Pioneer Michellene Davis seeks to ensure equal footing for all executives
Michellene Davis has had a history-making career thus far, and she is keenly aware of that. She has broken barriers as a woman and as an African-American. She currently serves as the executive vice president and chief corporate affairs officer for RWJBarnabas Health in New Jersey, after stints as a public defender, New Jersey state treasurer, leader of the state lottery and chief policy counsel to the New Jersey governor. But she remains wary of the over-the-top kudos that come with pioneering achievements.
“The only reason it’s relevant to note the fact that I’m a ‘first’ is because of the need to ensure that I’m not the last,” she says. “If you are the first walking into a space, you have to ask yourself why that is. I have worked very hard and have been very blessed, but I’m certain that there were many talented women and many talented people of color who came before me, but organizations were not ready to welcome their brilliance into their space.”
Commitment to diversity creates better efficiency, solutions and decision-making – and is more profitable as well. That was the conclusion of a recent study by researchers at North Carolina State University and Portland State University, and it is the reason we have been committed to sponsoring the Top 25 Minority Executives in Healthcare for many years (for which Davis was recently honored). It is the right thing to do.
“To ensure that diversity in leadership is a best practice requires a solid commitment and direction of resources to provide opportunity for growth and development across the system,” says RWJBarnabas Health President & CEO Barry H. Ostrowsky. “With our system’s strategy of inclusion, we are working to ensure that our leadership reflects the diversity of our communities, beginning with Board membership and C-suites. As a result, we are benefitting from the wealth of thought, experiences, and values.”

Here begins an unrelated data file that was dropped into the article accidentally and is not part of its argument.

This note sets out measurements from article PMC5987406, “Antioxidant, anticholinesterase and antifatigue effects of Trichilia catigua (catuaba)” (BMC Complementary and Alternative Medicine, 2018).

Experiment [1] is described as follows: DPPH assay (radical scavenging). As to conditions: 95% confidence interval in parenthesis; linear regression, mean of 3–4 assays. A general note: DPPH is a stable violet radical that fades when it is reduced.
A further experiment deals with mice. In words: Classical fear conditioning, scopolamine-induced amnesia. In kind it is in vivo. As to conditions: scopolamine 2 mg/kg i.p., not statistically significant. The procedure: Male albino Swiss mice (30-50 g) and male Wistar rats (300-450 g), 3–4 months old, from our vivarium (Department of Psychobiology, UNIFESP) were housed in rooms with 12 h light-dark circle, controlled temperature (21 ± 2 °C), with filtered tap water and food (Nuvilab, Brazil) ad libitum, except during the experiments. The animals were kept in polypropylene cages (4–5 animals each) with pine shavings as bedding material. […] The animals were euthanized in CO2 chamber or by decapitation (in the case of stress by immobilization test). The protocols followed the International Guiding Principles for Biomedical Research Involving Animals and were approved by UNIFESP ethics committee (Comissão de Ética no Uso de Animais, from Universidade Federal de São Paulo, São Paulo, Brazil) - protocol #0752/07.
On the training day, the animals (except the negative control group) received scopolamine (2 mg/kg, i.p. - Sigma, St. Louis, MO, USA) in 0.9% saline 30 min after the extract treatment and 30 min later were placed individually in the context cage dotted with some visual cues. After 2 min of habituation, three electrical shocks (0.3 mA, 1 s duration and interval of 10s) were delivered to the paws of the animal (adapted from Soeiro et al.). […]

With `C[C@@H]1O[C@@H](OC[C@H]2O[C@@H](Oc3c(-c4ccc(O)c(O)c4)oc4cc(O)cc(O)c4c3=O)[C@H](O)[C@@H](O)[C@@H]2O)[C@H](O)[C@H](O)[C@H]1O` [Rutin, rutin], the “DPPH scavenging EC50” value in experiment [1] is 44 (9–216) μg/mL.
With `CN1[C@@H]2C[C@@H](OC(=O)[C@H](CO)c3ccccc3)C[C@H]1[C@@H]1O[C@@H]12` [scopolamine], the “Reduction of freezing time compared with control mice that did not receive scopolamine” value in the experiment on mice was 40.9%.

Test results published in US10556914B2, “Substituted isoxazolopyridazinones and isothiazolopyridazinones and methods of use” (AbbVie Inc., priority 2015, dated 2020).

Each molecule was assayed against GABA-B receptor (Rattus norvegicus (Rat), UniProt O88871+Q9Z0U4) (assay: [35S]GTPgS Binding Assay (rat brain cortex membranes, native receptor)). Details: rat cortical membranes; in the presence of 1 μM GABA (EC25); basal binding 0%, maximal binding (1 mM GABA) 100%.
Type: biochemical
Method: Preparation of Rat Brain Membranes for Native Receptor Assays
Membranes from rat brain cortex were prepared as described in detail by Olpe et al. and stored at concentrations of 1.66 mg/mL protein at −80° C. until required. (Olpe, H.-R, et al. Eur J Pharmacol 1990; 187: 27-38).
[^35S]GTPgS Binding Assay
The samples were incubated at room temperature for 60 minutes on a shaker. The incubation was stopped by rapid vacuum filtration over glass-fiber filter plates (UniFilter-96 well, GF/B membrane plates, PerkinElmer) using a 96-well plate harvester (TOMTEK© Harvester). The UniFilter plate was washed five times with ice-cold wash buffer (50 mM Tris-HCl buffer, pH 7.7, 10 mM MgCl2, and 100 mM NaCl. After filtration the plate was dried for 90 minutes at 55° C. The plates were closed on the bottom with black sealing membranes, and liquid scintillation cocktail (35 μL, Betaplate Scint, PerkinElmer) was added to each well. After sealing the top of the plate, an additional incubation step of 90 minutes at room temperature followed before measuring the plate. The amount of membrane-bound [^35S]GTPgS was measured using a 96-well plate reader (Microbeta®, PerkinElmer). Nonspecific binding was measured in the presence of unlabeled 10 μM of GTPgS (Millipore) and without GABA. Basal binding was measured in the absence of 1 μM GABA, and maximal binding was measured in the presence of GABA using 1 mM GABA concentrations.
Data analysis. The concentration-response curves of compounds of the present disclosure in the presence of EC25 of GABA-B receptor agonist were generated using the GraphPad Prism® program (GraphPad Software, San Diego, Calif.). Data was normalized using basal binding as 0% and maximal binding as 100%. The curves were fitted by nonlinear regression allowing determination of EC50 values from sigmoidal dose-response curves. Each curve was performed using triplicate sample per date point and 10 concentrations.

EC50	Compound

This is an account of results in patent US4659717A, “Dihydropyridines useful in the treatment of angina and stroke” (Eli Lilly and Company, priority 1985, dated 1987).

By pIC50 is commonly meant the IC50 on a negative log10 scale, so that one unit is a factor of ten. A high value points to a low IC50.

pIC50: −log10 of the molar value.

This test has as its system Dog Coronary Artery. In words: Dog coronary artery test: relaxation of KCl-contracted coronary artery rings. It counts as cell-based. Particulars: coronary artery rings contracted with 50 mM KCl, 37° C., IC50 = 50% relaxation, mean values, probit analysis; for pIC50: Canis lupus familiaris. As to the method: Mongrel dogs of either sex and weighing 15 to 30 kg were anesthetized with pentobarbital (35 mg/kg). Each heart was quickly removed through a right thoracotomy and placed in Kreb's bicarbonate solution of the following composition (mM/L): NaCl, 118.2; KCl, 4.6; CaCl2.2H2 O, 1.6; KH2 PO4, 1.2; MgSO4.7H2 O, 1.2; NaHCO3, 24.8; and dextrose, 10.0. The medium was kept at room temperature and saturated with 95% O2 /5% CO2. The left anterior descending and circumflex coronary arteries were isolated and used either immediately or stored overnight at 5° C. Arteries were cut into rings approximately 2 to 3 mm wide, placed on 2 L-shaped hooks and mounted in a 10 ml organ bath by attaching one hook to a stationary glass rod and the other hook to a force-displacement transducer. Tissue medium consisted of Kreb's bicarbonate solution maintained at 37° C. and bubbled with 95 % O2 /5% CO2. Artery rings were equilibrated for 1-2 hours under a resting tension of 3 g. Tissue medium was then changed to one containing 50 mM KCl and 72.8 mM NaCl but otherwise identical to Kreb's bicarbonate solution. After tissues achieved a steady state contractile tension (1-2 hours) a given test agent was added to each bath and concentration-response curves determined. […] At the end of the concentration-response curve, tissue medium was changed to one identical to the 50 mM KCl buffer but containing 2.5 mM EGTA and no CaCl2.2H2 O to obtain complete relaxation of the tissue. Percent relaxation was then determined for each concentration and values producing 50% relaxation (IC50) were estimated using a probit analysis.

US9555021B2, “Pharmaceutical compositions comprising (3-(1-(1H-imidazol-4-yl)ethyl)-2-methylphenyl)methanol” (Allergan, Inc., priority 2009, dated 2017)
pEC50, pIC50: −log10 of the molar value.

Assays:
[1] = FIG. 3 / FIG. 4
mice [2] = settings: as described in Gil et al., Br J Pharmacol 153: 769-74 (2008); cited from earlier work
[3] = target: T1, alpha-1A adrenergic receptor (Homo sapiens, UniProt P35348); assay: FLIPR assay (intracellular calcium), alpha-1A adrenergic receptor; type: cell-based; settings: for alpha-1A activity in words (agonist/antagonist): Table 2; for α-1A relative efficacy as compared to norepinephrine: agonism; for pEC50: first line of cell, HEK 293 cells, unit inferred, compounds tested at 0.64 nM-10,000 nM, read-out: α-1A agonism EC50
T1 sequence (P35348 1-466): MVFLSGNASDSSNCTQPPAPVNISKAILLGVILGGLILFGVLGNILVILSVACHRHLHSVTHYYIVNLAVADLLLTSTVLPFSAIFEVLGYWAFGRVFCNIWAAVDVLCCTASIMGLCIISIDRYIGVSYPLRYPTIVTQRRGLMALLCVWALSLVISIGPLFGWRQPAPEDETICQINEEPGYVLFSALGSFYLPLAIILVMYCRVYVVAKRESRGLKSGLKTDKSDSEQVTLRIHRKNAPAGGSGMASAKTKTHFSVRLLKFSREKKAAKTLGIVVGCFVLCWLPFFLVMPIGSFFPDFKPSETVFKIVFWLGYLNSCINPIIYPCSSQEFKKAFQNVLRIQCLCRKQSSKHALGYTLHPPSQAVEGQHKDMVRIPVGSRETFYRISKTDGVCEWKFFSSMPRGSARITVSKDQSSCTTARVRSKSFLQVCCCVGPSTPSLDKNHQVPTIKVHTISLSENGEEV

Ostrowsky says Davis is crucial to that work.
“Michellene is a trailblazer. She has defined expectations for her role in our System. She is building her vision and creating new pathways for RWJBarnabas Health to explore in the realm of social impact, policy, and health equity.”
Behavioral health a major issue
The last eight years at RWJBarnabas Health make Davis feel like she’s come full circle, she says, back to roots that were planted as a trial lawyer.
“When I was doing criminal defense, I was literally arguing public policy issues in my brief and in my opening and closing statements,” she says. “I’d argue that, ‘If we had universal healthcare, my client wouldn’t be here.’ ”
Her clients didn’t have the resources to find an exit from the criminal justice system like some wealthy entertainers she saw pass through the courthouse on similar charges. And thus, the seeds were planted for Davis to tackle social determinants in healthcare in a major way.
Many of the people she defended, she says, “were people who truly suffered from either behavioral health or critical health issues. If they had had professional treatment, they may have made different life decisions.
“By and large, I encountered lots of good people who made what they thought was the only choice they had left. And a lot of that came from the cards that life had dealt them.”
Leadership in change management
Fast-forward a couple decades, and Davis now is leading the charge at RWJBarnabas Health to achieve equity in healthcare, and the health system is moving upstream into the community to battle social determinants of health in a way that few ...